Led by Base10 Partners — investors in Nubank, Plaid, and Brex — other participants in the round include, Partech, Khosla Ventures, Helios Digital Ventures, and Shopify.
Kudi, founded in 2016 by Adeyinka Adewale and Pelumi Aboluwarin as a chatbot integration that responded to monetary requests on social media apps, was rebranded to Nomba in May 2022.
Through the acquisition of CrowdForce, Nomba has evolved into an omnichannel platform with several management and business tools for various business types.
Nomba offers services to three business types: retail agents and unit merchants, medium-sized businesses, and enterprise clients (typically multi-store corporations).
Per Adewale, over 300,000 companies across the three market sectors use the company’s products. It handles $1 billion in monthly transactions.
The new funding will enable it to deliver tailored payment and operational solutions designed for specific businesses, such as food companies and restaurants and logistics and transportation companies, to fill gaps in their payment processes.
Nomba hopes to enable restaurants to access menus, manage inventory, accept payments, and perform other tasks from the same hardware by launching a PoS system called Nomba MAX soon.
Also, the company will help transportation and logistics companies to link their transactions to payments directly.
Lagos State Governor announces first batch of electric buses
Lagos State Governor, Babajide Sanwo-Olu has announced the first batch of electric buses for the state's mass transit programme to create a cleaner and greener public transportation system.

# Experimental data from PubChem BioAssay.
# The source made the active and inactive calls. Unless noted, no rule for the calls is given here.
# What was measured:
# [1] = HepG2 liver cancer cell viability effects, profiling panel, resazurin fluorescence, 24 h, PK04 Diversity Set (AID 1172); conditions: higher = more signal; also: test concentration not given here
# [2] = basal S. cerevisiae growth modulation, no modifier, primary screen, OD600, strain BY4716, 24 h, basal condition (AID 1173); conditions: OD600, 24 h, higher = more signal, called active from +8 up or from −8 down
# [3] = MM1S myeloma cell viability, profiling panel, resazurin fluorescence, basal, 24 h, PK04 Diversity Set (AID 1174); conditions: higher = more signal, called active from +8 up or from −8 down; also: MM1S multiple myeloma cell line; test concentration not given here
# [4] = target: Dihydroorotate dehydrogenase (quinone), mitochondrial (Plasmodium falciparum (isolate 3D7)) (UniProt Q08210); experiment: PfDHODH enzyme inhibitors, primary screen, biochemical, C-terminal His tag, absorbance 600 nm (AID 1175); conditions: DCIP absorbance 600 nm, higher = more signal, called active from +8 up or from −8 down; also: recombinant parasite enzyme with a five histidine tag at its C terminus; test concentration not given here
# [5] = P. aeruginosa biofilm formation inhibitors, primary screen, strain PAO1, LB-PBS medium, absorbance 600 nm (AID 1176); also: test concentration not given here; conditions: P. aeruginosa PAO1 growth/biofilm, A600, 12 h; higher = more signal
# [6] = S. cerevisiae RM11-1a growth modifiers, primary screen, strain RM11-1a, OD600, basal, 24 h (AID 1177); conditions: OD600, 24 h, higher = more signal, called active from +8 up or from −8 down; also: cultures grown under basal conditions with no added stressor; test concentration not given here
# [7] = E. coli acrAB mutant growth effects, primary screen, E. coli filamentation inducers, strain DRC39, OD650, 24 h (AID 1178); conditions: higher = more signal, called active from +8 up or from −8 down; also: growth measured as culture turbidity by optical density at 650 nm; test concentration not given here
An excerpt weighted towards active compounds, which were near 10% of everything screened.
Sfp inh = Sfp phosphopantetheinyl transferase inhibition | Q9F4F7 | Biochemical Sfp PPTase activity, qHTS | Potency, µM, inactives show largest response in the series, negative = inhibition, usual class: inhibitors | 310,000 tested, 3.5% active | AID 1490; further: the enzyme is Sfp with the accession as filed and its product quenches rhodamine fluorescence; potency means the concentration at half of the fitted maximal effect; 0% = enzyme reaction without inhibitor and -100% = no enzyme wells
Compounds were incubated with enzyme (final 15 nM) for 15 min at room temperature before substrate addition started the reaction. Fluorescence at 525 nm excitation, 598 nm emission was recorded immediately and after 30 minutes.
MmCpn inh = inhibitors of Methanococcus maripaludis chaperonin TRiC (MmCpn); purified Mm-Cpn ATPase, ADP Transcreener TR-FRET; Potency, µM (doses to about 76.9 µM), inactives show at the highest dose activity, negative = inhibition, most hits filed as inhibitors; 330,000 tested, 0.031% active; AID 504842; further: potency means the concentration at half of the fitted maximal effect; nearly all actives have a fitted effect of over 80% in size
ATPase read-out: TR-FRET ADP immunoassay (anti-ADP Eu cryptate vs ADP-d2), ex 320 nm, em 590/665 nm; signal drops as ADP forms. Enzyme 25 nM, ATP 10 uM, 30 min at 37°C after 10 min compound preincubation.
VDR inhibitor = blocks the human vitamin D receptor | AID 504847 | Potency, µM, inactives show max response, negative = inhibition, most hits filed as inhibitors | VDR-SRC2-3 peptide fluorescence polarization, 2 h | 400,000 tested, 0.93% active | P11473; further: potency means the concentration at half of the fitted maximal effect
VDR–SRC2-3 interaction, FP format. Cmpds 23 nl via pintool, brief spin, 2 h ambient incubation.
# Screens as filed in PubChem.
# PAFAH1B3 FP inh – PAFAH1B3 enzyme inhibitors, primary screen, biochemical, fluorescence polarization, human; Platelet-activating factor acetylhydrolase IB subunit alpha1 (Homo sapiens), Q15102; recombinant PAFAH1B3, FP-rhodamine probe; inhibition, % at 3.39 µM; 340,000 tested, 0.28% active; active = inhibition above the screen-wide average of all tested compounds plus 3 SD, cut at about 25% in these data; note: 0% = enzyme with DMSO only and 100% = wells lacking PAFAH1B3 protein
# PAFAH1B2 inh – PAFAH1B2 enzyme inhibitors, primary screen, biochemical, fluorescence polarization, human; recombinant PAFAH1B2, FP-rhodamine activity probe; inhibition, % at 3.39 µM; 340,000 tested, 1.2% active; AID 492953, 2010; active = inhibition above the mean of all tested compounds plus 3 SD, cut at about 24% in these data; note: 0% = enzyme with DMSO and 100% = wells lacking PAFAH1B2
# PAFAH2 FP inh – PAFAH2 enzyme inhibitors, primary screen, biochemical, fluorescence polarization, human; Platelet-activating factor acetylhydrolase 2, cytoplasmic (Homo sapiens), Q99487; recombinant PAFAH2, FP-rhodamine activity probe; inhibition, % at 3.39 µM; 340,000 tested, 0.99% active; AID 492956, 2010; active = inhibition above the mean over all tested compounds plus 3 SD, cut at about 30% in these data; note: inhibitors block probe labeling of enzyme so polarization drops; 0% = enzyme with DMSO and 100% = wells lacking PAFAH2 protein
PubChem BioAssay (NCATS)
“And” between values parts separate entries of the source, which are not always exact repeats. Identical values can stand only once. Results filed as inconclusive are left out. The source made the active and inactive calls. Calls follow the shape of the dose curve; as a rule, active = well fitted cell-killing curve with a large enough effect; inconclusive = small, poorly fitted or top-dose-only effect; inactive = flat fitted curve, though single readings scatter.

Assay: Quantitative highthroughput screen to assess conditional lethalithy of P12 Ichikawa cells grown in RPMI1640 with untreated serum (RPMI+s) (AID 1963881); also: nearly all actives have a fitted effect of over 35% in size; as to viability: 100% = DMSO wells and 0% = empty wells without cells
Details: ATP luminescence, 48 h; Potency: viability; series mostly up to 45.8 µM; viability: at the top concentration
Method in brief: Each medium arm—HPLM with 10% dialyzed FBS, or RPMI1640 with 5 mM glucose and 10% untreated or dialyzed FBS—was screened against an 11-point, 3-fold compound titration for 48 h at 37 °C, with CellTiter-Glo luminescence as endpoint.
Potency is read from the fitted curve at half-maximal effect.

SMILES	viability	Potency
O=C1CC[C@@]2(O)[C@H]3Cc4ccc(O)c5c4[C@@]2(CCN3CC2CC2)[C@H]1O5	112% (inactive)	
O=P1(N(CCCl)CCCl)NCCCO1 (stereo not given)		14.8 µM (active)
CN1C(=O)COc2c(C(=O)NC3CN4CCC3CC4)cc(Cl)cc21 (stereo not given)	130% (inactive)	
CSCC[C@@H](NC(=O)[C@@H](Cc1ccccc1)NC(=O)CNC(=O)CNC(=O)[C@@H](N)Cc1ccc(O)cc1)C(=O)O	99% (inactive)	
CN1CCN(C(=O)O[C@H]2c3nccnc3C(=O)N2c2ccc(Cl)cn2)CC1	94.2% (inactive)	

According to Sanwo-Olu, the electric buses will reduce carbon emissions and increase efficiency, ushering in a new era of "goodbye to high fuel costs and hello to cost-efficient transportation."
Lagos State would run a pilot programme over the coming months to collect the necessary data to analyse the operational efficiencies compared to the current BRT buses and further enhance its public transportation service.
The Lagos Metropolitan Area Transport Authority (LAMATA) and Oando Clean Energy Limited (OCEL) signed a Memorandum of Understanding (MoU) in 2022 to introduce electric mass transit buses, supporting charging infrastructure and service centres.
Frederic Oladeinde, Lagos Transport Commissioner, said using electricity to power mass transit is a step in the right direction, with the state gradually switching to private cars.
Interestingly, Sanwo-Olu claimed that the electric buses' daily maximum range is 280 km while the average mileage of current non-EV public buses is 200 km.
EV manufacturer, Yutong Bus, made the electric buses with WiFi and air conditioning.
By 2030, this collaboration will put approximately 12,000 electric buses on Lagos' roads.
Oando said it has also received the spare parts and charging stations required to guarantee their proper operation.
What’s more, Sanwo-Olu announced that Lagos State would soon set up an assembly plant for electric buses.
What I'm reading and watching
- You snooze, you lose: why long naps can be bad for your health
- Apple and Google team up on industry spec to make Bluetooth tracking devices, like AirTag, safer
- How Gen Z Deals With Stress
- How to use ChatGPT to easily learn any skill you want
- Clevertech is looking for a remote Mobile Engineer. Apply here.
- CreateApe is hiring a remote UI/UX Designer. Apply here.
- Are you a creative journalist and media maker passionate about fixing what isn’t working in sub-Saharan African media? Apply for the 2023 Jamlab Accelerator Programme here.
- If you are a software engineer, creative designer, product manager, design researcher, or a techie looking for an internship role, please, check out this website.
Have a great Wednesday!
Victoria Fakiya for Techpoint Africa.